There are several things you can do to help you if you have to do an ATO tax audit.

  1. Acquire Tax Audit Insurance

It is advisable you get a Tax Agent to do the work and communicate with the Australian tax office. It will be expensive but they are experts and should know what to do. Also, it is usually a good idea to take out tax audit insurance so that your Agent’s fees are covered. Seek professional advice from your Tax Agent who should be able to help you.

  1. Know How ATO Meetings Work

The ATO can request for a meeting. Try and avoid this if possible (although you may not have an option). The Australian tax office may ask for this meeting to be at your home. But make sure this never happens as they want to see what is in your home.

Consider arranging a meeting at your Tax Agent’s office as a meeting at an ATO office is likely to intimidate you and you may say things you would not normally. During the meeting, if you feel uncomfortable at any stage, end the meeting.

Also strive to ensure the meeting does not go beyond forty-five minutes to an hour and a quarter because after this time limit you are likely to let your guard down. The Australian tax office will send you notes or minutes of meetings asking it be signed and returned. You are not legally required to sign and our policy is to never sign them.

  1. Avoid Vague Answers

Finally, do not forget that an ATO audit is not the end of the world. Keep in mind that they have a lot more information about you than you think. We live in a digital age of Google Maps and data matching. The Australian tax office can see what a taxpayer’s home looks like by pressing a few buttons on a computer at their desk. Try to avoid giving vague answers. Tell the truth, stick to the point and only answer the questions asked and nothing more.

How Do You Avoid an ATO Audit?

Howbeit, you should be considering ways to avoid triggering an ATO audit. Here are few options to try:

  1. Understand Industry Targets

Have it in mind that every year the Australian tax office targets a different range of industries to focus their attention on. It has been announced that the ATO audit targets for 2014 are small tradesmen (electricians, builders, carpenters, etc) and multinational corporations who attempt to move company profits to offshore tax haven countries.

  1. Benchmarking

Right before making decisions check to see if your industry is one of the benchmarks published by the Australian tax office, ensure you are within the ranges expected by the ATO. If you are outside the ranges you may need to come up with a good reason why.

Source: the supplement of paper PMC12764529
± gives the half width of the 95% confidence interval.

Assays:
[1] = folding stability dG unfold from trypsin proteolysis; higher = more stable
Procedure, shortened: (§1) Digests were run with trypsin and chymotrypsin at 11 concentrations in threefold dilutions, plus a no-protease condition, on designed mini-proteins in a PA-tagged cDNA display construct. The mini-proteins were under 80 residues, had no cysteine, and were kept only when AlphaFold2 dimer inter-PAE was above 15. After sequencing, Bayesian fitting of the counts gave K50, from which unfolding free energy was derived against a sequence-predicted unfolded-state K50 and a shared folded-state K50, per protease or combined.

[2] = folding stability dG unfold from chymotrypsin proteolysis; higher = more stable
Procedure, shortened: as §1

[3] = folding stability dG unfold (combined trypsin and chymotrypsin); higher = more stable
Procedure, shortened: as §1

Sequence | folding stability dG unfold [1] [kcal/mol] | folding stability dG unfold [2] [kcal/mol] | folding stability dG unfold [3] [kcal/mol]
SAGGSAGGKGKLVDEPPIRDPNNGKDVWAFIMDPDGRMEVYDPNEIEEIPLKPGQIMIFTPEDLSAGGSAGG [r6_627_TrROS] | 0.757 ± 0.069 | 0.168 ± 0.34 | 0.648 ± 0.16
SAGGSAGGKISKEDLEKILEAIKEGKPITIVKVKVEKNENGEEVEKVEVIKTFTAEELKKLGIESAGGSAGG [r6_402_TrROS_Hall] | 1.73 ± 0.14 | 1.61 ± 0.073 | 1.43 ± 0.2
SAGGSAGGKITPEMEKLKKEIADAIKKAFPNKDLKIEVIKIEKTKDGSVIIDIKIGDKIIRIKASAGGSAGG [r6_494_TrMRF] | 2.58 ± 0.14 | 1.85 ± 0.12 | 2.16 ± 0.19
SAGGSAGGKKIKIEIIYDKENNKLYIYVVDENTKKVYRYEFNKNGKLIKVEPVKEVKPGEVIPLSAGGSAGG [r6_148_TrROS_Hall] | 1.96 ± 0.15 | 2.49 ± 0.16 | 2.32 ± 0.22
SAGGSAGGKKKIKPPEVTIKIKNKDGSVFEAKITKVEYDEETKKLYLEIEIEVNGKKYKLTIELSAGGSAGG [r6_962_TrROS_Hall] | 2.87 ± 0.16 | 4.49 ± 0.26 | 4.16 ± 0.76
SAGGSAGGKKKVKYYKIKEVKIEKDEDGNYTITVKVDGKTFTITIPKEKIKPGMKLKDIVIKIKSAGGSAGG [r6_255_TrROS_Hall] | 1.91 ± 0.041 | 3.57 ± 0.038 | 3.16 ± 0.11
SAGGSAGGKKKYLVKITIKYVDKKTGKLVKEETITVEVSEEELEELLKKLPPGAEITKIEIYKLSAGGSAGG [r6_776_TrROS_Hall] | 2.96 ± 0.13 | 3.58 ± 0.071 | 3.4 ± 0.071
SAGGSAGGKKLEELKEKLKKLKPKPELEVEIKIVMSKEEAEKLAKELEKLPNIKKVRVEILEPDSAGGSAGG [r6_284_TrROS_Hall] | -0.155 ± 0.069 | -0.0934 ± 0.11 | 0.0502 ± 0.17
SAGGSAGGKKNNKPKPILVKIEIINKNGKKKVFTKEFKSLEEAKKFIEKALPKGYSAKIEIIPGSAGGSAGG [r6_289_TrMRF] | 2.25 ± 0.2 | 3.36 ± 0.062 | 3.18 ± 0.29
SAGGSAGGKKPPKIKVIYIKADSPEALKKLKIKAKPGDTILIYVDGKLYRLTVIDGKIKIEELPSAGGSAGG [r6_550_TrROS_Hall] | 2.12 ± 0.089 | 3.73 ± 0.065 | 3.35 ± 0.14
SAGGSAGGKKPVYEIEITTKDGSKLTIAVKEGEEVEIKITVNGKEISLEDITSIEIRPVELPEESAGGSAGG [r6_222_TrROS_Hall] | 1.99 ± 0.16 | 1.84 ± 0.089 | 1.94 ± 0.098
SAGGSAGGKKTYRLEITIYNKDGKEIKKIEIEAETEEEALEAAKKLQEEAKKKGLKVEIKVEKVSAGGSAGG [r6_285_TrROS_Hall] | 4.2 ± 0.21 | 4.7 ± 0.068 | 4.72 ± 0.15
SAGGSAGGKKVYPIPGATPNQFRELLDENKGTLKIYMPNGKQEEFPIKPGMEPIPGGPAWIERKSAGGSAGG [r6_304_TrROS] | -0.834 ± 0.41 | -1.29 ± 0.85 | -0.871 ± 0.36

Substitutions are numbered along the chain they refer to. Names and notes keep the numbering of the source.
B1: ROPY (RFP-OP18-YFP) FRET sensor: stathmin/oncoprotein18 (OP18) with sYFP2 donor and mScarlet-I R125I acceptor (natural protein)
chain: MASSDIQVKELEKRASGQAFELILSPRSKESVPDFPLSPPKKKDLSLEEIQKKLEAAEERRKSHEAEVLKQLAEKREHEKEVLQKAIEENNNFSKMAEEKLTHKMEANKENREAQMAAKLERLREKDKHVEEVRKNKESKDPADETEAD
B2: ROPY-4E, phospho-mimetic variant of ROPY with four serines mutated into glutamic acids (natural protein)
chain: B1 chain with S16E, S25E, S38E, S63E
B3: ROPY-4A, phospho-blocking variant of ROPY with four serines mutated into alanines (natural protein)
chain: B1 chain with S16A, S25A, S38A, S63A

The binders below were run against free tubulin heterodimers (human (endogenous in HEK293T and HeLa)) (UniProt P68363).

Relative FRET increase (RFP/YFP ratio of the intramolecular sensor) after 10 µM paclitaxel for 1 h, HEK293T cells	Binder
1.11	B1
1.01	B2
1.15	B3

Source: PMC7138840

1. Implement Good Business Record Keeping

They are good business record keeping tips and strategies you can try out. They include;

  1. Ensure you have maintained your books and records properly. The Australian tax office has really emphasised this.
  2. Make sure your records are up to date and that you have all till receipts (not just ‘Z’ readings), sales invoices, supplier invoices and how and when payments and receipts occurred.
  3. Third, make sure you file and pay all your Tax returns (BAS, FBT etc) on time. If you are late or cannot make payment, get in touch with the Australian tax office and explain what is happening. They will be more responsive and less likely to investigate.
  4. Separate Your Finances

Also remember to keep your private financial affairs separate from your business affairs. Only use a business bank account and business credit cards for business expenses. If you do use a personal credit card, use it solely for business purposes and not personal.

This is because you do not want to give any indication to the Australian tax office what kind of lifestyle you have. There is also less chance of personal items accidentally being claimed as business expenses especially if you have a bookkeeper or Tax Agent preparing your books. Remember a small mistake found by a tax inspector can lead to more questions.


Nobody wants to be audited by the ATO. The Australian Taxation Office (ATO) and the ATO audit are usually two of the most dreaded phrases for Australian SMEs. However, these are a few tips and tricks and some insightful, accurate and consistent advice we want to share with you to make any interaction with the ATO less stressful for you.